Morwellham Quay: A Historic Copper Port

Just four miles to the southwest of Tavistock, in Devon, England, “bordering the beautiful River Tamar, amidst towering cliffs and gently rolling farmland”, lies Morwellham Quay—a historic river port that developed more than a thousand years ago to support the local mines. Strategically located at the center of the Tamar Valley Mining District and only nine miles north of Plymouth, Morwellham, together with nearby Tavistock, forms the easternmost gateway area to the rest of the peninsula. At its peak, Morwellham was the richest copper port in Queen Victoria’s Empire. So important was the port for the British crown that the queen herself visited it in 1856.

Morwellham Quay: A Historic Copper Port Photography

Photo credit: Rob Phillips/Flickr

The quay at Morwellham was originally set up by the Benedictine monks of Tavistock Abbey in the 10th century to carry goods to and from Plymouth on the River Tamar, since the River Tavy was not navigable. Then a burgeoning mining industry in the early medieval period found the quay useful. Initially the quay transported tin ore, followed by silver and lead in the 13th century. Later, copper deposits were discovered near Morwhellam itself and a copper mine opened. Naturally, the quay became a convenient means of getting the copper ore to market.

Until the 19th century, goods were brought from Tavistock and elsewhere to the quay on horses, but the growing traffic meant that a more convenient solution was needed. The result was a 4.5 mile long Tavistock Canal, which opened in 1817. The canal included a 1.5-mile tunnel through the hillside above the quay which emerged over 200 feet short of the quayside. From here an inclined plane connected the canal to the quay, and a waterwheel was constructed to bring the iron barges down to the quay.

Morwellham Quay: A Historic Copper Port Photography

Photo credit: Nick Lansley/Flickr

In the mid-19th century, another huge copper deposit—the Devon Great Consols— was discovered near Morwellham, and the volume of ore transported via the quay increased exponentially. To handle the extra 30,000 tons of copper ore, a new quay was built and a second inclined plane was added.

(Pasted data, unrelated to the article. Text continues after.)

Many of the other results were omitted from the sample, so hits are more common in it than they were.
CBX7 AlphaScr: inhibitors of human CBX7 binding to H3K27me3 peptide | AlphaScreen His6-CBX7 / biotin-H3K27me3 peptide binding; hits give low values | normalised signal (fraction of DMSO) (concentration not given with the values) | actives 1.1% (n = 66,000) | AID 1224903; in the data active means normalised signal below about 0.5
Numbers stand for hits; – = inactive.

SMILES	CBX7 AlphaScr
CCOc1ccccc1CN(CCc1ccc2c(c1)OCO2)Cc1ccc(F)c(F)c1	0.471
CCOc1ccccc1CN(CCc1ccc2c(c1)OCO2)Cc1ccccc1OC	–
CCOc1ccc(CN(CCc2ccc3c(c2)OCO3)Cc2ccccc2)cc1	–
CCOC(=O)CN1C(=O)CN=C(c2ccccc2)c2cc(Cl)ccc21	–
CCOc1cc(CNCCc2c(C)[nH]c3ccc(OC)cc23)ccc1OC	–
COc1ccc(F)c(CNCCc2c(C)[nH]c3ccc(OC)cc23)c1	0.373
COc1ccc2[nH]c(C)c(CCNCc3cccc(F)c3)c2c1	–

However, by the latter part of the century, the quality of the copper ore produced at Devon Great Consols began to deteriorate, and so the mining company began producing arsenic instead. Soon it was the largest arsenic producer in the world.

But by the turn of the 20th century, drop in arsenic prices and lack of capital drove the company out of business, and the mines closed in 1903. By this stage, the railways had taken over and Morwellham’s usefulness as a port also came to an end.

This historic copper port has now been restored as a living museum where visitors can see a working Victorian farm, with a railway, heavy horses, miner’s cottage, waterwheel, lime kilns and other buildings populated with costumed characters bringing to life the history of the area.

Morwellham Quay: A Historic Copper Port Photography

Actors in Victorian-era clothing at Morwellham Quay’s living museum. Photo credit: Hans Splinter/Flickr

Morwellham Quay: A Historic Copper Port Photography

Photo credit: Rob Phillips/Flickr

Morwellham Quay: A Historic Copper Port Photography

Photo credit: Warwick Conway/Flickr

Morwellham Quay: A Historic Copper Port Photography

Photo credit: Spixey/Flickr



Source link

Add Comment

GET YOUR WEEKLY DOSE OF CREATIVITY!

Add yourself to our list, and never miss an idea. We send email once a week. No spam. Except in the kitchen!